“Commonly, ignorantly but understandably lumped in with its wealthy not-too-distant cousin, Bollywood, Lollywood was inspired by, but often overshadowed by its posh and well-traveled relative. Following the simplistic Bombay + Hollywood = Bollywood name game (that would in later years spawn Nollywood in Nigeria), Lollywood’s Lahore based film industry was a profitable and vibrant one that found great success in the modest boundaries of its own country but was seldom savoured outside Pakistan.”
“However, the hugely important musical business spawned a bi-product that was viewed as a potential earner for international entertainment industry, EMI, which allowed talented musicians to create ambitious music with world class mediums at there disposal, which throughout the 60s and 70s ranged from fuzz-guitars, space-echo machines and American and European synthesizers, but, due to the composers indigenous roots, rarely a drum-kit…”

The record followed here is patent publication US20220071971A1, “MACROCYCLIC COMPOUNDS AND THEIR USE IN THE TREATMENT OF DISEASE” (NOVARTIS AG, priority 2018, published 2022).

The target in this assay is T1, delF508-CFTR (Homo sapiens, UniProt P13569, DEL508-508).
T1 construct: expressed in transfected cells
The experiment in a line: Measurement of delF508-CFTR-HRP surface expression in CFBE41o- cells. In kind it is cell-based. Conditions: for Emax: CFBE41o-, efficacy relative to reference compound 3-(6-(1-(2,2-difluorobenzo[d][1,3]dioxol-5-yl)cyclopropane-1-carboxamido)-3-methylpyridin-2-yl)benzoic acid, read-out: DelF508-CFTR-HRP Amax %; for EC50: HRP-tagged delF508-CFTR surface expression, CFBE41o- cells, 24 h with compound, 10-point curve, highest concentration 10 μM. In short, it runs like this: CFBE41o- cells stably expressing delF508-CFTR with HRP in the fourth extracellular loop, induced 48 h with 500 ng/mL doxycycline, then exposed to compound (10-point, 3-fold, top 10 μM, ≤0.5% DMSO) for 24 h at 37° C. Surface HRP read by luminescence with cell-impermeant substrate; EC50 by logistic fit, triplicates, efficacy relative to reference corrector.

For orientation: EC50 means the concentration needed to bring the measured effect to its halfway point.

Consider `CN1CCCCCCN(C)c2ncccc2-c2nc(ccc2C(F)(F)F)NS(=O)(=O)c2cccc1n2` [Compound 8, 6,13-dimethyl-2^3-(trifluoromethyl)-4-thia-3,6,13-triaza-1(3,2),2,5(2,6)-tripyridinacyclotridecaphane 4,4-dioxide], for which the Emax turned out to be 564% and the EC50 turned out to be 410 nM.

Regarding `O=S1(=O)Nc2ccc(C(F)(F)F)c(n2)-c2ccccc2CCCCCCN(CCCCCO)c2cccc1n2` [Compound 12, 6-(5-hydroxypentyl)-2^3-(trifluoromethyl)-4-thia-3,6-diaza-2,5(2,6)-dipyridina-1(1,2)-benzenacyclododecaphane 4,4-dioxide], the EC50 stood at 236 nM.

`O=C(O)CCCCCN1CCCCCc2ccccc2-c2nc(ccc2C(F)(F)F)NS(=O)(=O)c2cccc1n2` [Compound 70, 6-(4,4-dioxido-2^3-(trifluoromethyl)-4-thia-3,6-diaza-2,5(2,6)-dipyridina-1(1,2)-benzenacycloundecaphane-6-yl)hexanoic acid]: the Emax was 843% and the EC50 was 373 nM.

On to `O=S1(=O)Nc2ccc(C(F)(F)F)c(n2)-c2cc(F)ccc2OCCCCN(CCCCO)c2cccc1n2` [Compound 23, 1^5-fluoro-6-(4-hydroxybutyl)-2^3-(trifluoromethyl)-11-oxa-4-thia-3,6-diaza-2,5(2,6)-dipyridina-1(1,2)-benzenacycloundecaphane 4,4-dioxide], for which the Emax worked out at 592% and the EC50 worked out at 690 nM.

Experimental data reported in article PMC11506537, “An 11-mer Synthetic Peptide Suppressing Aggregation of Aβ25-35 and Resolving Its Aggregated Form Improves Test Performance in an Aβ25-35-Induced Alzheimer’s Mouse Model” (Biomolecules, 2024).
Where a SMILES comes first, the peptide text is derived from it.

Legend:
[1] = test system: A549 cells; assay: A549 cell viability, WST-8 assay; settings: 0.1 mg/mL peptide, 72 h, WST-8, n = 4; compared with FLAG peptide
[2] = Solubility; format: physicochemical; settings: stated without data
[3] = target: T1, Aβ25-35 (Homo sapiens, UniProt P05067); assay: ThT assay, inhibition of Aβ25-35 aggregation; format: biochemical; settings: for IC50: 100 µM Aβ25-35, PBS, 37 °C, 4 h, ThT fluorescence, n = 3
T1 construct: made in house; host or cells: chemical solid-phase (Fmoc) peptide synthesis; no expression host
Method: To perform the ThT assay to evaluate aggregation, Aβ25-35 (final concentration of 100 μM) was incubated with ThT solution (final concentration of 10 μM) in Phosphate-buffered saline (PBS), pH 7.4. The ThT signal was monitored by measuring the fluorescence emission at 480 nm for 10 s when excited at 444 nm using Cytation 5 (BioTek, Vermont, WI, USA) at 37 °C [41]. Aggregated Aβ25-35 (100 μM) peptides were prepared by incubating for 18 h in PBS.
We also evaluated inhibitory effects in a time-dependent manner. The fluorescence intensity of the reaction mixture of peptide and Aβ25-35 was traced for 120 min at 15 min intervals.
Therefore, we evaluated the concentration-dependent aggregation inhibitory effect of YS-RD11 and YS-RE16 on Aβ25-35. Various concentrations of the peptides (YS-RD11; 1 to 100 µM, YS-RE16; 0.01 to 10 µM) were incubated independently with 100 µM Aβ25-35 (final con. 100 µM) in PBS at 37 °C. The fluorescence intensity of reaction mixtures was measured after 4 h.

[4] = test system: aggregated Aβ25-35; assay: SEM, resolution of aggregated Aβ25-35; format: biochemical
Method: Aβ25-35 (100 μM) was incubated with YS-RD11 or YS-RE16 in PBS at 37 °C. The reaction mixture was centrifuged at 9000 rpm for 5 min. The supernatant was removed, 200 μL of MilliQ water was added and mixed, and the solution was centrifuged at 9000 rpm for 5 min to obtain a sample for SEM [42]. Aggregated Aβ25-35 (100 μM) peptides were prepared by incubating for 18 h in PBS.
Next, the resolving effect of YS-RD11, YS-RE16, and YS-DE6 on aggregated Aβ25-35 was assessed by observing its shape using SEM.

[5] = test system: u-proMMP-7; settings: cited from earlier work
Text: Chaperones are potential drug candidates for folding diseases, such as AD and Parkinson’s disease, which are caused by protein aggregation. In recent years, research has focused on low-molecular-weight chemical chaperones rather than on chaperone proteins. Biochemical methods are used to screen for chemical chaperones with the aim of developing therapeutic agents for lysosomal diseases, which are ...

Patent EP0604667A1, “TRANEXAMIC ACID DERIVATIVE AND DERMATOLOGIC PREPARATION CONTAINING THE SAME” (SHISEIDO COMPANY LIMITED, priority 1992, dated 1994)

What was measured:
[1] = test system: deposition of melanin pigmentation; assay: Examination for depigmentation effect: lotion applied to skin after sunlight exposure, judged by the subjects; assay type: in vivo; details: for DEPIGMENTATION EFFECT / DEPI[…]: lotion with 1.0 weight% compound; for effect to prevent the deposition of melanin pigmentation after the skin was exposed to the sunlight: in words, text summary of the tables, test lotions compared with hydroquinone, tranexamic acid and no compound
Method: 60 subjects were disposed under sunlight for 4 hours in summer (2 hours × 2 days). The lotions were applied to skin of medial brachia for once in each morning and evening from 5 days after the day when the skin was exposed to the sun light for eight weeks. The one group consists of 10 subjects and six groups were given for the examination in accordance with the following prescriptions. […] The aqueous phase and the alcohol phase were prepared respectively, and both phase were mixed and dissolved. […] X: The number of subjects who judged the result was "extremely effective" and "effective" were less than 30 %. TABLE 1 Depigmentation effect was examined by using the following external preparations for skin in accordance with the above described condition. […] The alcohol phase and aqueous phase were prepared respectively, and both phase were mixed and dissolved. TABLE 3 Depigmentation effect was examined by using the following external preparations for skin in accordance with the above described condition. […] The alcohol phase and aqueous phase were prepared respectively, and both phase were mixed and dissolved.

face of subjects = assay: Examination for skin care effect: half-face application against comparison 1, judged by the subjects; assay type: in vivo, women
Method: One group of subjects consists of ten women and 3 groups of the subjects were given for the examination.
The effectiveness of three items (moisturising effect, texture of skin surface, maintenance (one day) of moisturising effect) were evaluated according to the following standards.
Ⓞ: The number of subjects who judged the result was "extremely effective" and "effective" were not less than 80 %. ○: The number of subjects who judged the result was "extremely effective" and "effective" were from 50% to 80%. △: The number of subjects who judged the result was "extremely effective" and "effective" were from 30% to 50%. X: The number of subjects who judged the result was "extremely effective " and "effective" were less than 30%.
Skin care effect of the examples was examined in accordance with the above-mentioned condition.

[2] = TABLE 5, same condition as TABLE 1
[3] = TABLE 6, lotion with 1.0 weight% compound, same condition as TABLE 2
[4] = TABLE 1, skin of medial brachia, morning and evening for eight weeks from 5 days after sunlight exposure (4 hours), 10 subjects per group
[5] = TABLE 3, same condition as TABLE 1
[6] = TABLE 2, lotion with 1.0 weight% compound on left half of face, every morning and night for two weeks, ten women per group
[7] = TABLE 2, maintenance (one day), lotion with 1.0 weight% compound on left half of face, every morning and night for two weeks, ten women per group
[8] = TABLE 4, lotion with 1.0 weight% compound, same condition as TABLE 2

If you like eclectic music collections, you should definitely look into this album.
Back in 2010, North End Studios was located on West Grand Boulevard. It overlooked the New Center area, and hosted various art shows and music performances.
The first time I saw the colorful mural on the side of the gallery, it stuck out like this beacon in a sea of grey. If you’ve ever walked along West Grand, you’ll notice how odd it is–all this color, along a section of street that’s seen better times.
One day, I got the chance to explore the gallery with a friend. We saw everything from old machinery, dilapidated stairs, to a beautiful view of the surrounding neighborhood. Later that day, we climbed back down the stairs again to attend and art show on a lower floor.
North End Studios relocated to Lorraine Street in 2012, on the west side. It still has a rooftop, and it still has the same great gatherings that made North End what it was.
This time, when you look out, you see more foliage.